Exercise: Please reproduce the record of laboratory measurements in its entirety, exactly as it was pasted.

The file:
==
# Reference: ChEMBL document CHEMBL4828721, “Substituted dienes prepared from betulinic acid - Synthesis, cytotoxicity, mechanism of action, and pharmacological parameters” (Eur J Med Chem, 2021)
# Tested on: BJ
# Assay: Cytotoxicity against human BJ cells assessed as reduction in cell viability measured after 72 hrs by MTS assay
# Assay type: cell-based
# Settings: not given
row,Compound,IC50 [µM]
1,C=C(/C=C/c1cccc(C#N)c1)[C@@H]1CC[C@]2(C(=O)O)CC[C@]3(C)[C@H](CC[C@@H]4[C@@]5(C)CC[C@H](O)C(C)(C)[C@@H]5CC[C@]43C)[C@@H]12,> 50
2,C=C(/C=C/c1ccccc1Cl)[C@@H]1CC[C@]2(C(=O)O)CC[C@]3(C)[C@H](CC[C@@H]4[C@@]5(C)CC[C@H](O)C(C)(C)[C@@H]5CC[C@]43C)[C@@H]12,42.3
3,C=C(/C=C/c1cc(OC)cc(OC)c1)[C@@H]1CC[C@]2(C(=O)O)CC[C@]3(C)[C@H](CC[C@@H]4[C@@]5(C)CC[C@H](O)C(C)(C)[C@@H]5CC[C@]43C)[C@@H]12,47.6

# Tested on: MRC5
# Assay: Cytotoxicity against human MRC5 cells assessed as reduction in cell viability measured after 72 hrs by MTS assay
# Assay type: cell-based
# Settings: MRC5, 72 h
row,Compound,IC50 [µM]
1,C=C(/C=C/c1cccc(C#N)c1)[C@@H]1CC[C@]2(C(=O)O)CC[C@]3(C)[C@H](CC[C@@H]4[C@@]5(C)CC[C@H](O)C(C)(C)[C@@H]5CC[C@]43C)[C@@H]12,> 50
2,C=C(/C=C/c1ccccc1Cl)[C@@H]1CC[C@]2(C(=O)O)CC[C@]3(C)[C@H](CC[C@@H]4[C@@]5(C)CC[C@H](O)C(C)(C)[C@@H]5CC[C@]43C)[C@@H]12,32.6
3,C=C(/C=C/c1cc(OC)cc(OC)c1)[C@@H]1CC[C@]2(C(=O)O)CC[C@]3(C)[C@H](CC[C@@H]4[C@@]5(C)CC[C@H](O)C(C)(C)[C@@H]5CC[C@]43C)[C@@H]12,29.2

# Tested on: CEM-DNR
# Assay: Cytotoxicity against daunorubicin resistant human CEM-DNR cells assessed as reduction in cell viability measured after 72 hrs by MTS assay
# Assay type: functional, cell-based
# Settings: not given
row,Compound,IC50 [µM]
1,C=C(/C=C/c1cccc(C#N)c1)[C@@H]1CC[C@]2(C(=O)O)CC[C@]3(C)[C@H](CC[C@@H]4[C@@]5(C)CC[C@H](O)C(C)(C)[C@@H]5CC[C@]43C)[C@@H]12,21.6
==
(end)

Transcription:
# Reference: ChEMBL document CHEMBL4828721, “Substituted dienes prepared from betulinic acid - Synthesis, cytotoxicity, mechanism of action, and pharmacological parameters” (Eur J Med Chem, 2021)
# Tested on: BJ
# Assay: Cytotoxicity against human BJ cells assessed as reduction in cell viability measured after 72 hrs by MTS assay
# Assay type: cell-based
# Settings: not given
row,Compound,IC50 [µM]
1,C=C(/C=C/c1cccc(C#N)c1)[C@@H]1CC[C@]2(C(=O)O)CC[C@]3(C)[C@H](CC[C@@H]4[C@@]5(C)CC[C@H](O)C(C)(C)[C@@H]5CC[C@]43C)[C@@H]12,> 50
2,C=C(/C=C/c1ccccc1Cl)[C@@H]1CC[C@]2(C(=O)O)CC[C@]3(C)[C@H](CC[C@@H]4[C@@]5(C)CC[C@H](O)C(C)(C)[C@@H]5CC[C@]43C)[C@@H]12,42.3
3,C=C(/C=C/c1cc(OC)cc(OC)c1)[C@@H]1CC[C@]2(C(=O)O)CC[C@]3(C)[C@H](CC[C@@H]4[C@@]5(C)CC[C@H](O)C(C)(C)[C@@H]5CC[C@]43C)[C@@H]12,47.6

# Tested on: MRC5
# Assay: Cytotoxicity against human MRC5 cells assessed as reduction in cell viability measured after 72 hrs by MTS assay
# Assay type: cell-based
# Settings: MRC5, 72 h
row,Compound,IC50 [µM]
1,C=C(/C=C/c1cccc(C#N)c1)[C@@H]1CC[C@]2(C(=O)O)CC[C@]3(C)[C@H](CC[C@@H]4[C@@]5(C)CC[C@H](O)C(C)(C)[C@@H]5CC[C@]43C)[C@@H]12,> 50
2,C=C(/C=C/c1ccccc1Cl)[C@@H]1CC[C@]2(C(=O)O)CC[C@]3(C)[C@H](CC[C@@H]4[C@@]5(C)CC[C@H](O)C(C)(C)[C@@H]5CC[C@]43C)[C@@H]12,32.6
3,C=C(/C=C/c1cc(OC)cc(OC)c1)[C@@H]1CC[C@]2(C(=O)O)CC[C@]3(C)[C@H](CC[C@@H]4[C@@]5(C)CC[C@H](O)C(C)(C)[C@@H]5CC[C@]43C)[C@@H]12,29.2

# Tested on: CEM-DNR
# Assay: Cytotoxicity against daunorubicin resistant human CEM-DNR cells assessed as reduction in cell viability measured after 72 hrs by MTS assay
# Assay type: functional, cell-based
# Settings: not given
row,Compound,IC50 [µM]
1,C=C(/C=C/c1cccc(C#N)c1)[C@@H]1CC[C@]2(C(=O)O)CC[C@]3(C)[C@H](CC[C@@H]4[C@@]5(C)CC[C@H](O)C(C)(C)[C@@H]5CC[C@]43C)[C@@H]12,21.6